Whether for Sunday services or parties that include a Christian band, having proper lighting will improve every experience for your members. Great lighting can help you accomplish many things such as enhancing the emotional experience for those in attendance and helping guide the focus of an event or service by showing people where to look.
Knowing a couple of lighting basics can be a huge benefit to you and your congregation. Let’s start by reviewing the different types of lighting equipment.
- The basic lighting fixture that everyone needs is called the “par can.” It’s a fixture that holds a variety of lamps in order to provide an assortment of lighting options.
- Install bars are permanent fixtures used to hang
- Light stands are portable tools used to hold lights
Of course, you will need light bulbs. Consider using LED bulbs because they last longer, provide stronger light, and use less electricity.
Other needed equipment might include:
- Lighting bars
- Lighting rigs
- Colored light gels or colored bulbs
Before making a lighting equipment purchase, do an inventory of your equipment and then ask yourself a few questions.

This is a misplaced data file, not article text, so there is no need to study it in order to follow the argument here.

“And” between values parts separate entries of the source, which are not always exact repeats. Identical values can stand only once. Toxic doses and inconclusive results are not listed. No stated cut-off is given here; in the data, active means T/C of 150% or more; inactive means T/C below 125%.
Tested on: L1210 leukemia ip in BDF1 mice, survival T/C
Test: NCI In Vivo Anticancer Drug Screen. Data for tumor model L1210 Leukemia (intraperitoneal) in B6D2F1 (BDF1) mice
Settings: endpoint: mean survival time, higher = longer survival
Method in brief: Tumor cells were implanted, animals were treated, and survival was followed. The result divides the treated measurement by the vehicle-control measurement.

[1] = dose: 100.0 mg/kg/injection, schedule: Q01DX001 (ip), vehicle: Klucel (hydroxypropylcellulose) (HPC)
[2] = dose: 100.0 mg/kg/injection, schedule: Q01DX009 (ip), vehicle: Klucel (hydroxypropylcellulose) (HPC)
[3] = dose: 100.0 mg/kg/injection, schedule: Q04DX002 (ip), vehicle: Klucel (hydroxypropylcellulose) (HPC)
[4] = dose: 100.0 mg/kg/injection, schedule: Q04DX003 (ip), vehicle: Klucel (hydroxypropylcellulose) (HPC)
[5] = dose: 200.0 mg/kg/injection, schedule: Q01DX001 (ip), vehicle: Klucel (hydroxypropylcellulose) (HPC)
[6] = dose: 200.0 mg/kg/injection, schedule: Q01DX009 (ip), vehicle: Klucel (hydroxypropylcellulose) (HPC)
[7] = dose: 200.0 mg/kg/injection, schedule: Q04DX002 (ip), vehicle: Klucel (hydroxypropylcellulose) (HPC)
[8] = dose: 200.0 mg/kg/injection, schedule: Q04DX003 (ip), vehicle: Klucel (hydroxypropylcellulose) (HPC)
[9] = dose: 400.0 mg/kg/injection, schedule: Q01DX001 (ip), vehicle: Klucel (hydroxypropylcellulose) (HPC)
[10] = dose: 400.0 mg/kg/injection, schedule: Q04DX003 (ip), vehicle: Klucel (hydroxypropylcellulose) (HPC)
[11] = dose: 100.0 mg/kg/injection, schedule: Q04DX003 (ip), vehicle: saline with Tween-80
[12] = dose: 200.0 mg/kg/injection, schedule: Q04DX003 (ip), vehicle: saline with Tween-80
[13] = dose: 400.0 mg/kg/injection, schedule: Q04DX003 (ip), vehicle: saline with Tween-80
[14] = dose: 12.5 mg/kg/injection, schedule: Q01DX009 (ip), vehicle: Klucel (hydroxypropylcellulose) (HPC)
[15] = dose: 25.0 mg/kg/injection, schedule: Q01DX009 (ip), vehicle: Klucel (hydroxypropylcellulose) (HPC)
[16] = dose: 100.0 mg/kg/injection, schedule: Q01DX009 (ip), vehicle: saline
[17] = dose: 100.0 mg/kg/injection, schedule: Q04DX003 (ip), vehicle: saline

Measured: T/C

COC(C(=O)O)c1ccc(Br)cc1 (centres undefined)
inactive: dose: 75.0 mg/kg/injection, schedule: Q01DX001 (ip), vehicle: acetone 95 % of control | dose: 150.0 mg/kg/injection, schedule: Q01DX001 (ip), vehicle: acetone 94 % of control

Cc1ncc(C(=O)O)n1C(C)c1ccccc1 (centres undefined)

- Do you need more equipment to effectively light the space and accommodate the type of events and services you host?
- What features do you want from the lighting equipment?
- Should they provide color and dimming options?
- Do you want portable lights or installed lights for permanent positioning?
Next, determine what type of equipment you need based on positioning desires and what will work best in your space. Here are a few options:
- One-point lighting uses a “key light” to create a soft glow. It often needs a backdrop or reflection to diffuse the light.
- Two-point lighting shines on a focal point in addition to having a “fill light,” such as a ceiling light or chandelier, to reduce unwanted shadows and contrasts.
- Three-point lighting provides a three-dimensional look with two lights positioned from the front and a third light positioned from above to eliminate shadows.
- Four and five-point lighting are more elaborate options that are typically only needed for filming and studio photography.